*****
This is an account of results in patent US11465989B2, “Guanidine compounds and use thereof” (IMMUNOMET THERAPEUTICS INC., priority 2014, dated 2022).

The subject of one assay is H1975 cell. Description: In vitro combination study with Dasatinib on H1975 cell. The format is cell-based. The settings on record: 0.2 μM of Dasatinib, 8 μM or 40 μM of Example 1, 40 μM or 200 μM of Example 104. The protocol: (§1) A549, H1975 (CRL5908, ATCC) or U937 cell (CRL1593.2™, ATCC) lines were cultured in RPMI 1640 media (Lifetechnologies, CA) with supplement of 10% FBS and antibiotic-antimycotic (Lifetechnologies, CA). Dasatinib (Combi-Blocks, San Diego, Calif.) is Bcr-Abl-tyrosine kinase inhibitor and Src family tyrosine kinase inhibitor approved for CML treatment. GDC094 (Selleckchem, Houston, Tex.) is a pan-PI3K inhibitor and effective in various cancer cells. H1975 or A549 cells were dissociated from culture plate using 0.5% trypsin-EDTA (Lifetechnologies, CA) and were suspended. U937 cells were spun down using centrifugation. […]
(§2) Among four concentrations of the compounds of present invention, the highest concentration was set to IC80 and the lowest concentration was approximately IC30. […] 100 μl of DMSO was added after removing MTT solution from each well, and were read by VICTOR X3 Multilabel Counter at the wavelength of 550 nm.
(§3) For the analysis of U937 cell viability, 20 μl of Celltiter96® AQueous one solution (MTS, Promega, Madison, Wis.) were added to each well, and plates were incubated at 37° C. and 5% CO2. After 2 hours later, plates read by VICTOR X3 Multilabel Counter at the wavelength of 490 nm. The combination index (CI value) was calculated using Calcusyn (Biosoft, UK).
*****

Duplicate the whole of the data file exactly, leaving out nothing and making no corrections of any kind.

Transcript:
This is an account of results in patent US11465989B2, “Guanidine compounds and use thereof” (IMMUNOMET THERAPEUTICS INC., priority 2014, dated 2022).

The subject of one assay is H1975 cell. Description: In vitro combination study with Dasatinib on H1975 cell. The format is cell-based. The settings on record: 0.2 μM of Dasatinib, 8 μM or 40 μM of Example 1, 40 μM or 200 μM of Example 104. The protocol: (§1) A549, H1975 (CRL5908, ATCC) or U937 cell (CRL1593.2™, ATCC) lines were cultured in RPMI 1640 media (Lifetechnologies, CA) with supplement of 10% FBS and antibiotic-antimycotic (Lifetechnologies, CA). Dasatinib (Combi-Blocks, San Diego, Calif.) is Bcr-Abl-tyrosine kinase inhibitor and Src family tyrosine kinase inhibitor approved for CML treatment. GDC094 (Selleckchem, Houston, Tex.) is a pan-PI3K inhibitor and effective in various cancer cells. H1975 or A549 cells were dissociated from culture plate using 0.5% trypsin-EDTA (Lifetechnologies, CA) and were suspended. U937 cells were spun down using centrifugation. […]
(§2) Among four concentrations of the compounds of present invention, the highest concentration was set to IC80 and the lowest concentration was approximately IC30. […] 100 μl of DMSO was added after removing MTT solution from each well, and were read by VICTOR X3 Multilabel Counter at the wavelength of 550 nm.
(§3) For the analysis of U937 cell viability, 20 μl of Celltiter96® AQueous one solution (MTS, Promega, Madison, Wis.) were added to each well, and plates were incubated at 37° C. and 5% CO2. After 2 hours later, plates read by VICTOR X3 Multilabel Counter at the wavelength of 490 nm. The combination index (CI value) was calculated using Calcusyn (Biosoft, UK).